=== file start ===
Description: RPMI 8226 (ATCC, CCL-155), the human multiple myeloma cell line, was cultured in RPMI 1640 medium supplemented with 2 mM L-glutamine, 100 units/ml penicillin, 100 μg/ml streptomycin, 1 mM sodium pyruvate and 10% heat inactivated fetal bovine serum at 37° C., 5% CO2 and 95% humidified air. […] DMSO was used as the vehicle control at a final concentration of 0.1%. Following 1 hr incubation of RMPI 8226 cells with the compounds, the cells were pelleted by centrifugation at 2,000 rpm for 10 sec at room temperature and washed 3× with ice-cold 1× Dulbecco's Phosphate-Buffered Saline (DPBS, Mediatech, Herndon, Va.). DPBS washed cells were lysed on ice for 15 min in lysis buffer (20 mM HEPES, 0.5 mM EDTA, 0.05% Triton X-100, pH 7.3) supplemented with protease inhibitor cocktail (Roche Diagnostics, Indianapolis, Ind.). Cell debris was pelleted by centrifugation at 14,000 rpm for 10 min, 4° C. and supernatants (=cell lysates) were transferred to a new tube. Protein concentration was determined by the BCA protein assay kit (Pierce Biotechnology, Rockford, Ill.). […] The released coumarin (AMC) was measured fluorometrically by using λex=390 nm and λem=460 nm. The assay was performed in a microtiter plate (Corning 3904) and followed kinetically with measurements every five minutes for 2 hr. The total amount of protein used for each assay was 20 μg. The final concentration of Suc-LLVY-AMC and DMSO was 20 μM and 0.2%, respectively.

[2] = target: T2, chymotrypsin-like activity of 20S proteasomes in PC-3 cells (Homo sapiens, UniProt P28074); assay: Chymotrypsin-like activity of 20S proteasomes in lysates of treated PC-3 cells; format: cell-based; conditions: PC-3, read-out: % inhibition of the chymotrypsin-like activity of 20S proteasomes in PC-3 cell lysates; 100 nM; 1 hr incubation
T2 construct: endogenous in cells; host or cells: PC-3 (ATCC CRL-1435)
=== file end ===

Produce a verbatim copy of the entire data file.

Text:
Description: RPMI 8226 (ATCC, CCL-155), the human multiple myeloma cell line, was cultured in RPMI 1640 medium supplemented with 2 mM L-glutamine, 100 units/ml penicillin, 100 μg/ml streptomycin, 1 mM sodium pyruvate and 10% heat inactivated fetal bovine serum at 37° C., 5% CO2 and 95% humidified air. […] DMSO was used as the vehicle control at a final concentration of 0.1%. Following 1 hr incubation of RMPI 8226 cells with the compounds, the cells were pelleted by centrifugation at 2,000 rpm for 10 sec at room temperature and washed 3× with ice-cold 1× Dulbecco's Phosphate-Buffered Saline (DPBS, Mediatech, Herndon, Va.). DPBS washed cells were lysed on ice for 15 min in lysis buffer (20 mM HEPES, 0.5 mM EDTA, 0.05% Triton X-100, pH 7.3) supplemented with protease inhibitor cocktail (Roche Diagnostics, Indianapolis, Ind.). Cell debris was pelleted by centrifugation at 14,000 rpm for 10 min, 4° C. and supernatants (=cell lysates) were transferred to a new tube. Protein concentration was determined by the BCA protein assay kit (Pierce Biotechnology, Rockford, Ill.). […] The released coumarin (AMC) was measured fluorometrically by using λex=390 nm and λem=460 nm. The assay was performed in a microtiter plate (Corning 3904) and followed kinetically with measurements every five minutes for 2 hr. The total amount of protein used for each assay was 20 μg. The final concentration of Suc-LLVY-AMC and DMSO was 20 μM and 0.2%, respectively.

[2] = target: T2, chymotrypsin-like activity of 20S proteasomes in PC-3 cells (Homo sapiens, UniProt P28074); assay: Chymotrypsin-like activity of 20S proteasomes in lysates of treated PC-3 cells; format: cell-based; conditions: PC-3, read-out: % inhibition of the chymotrypsin-like activity of 20S proteasomes in PC-3 cell lysates; 100 nM; 1 hr incubation
T2 construct: endogenous in cells; host or cells: PC-3 (ATCC CRL-1435)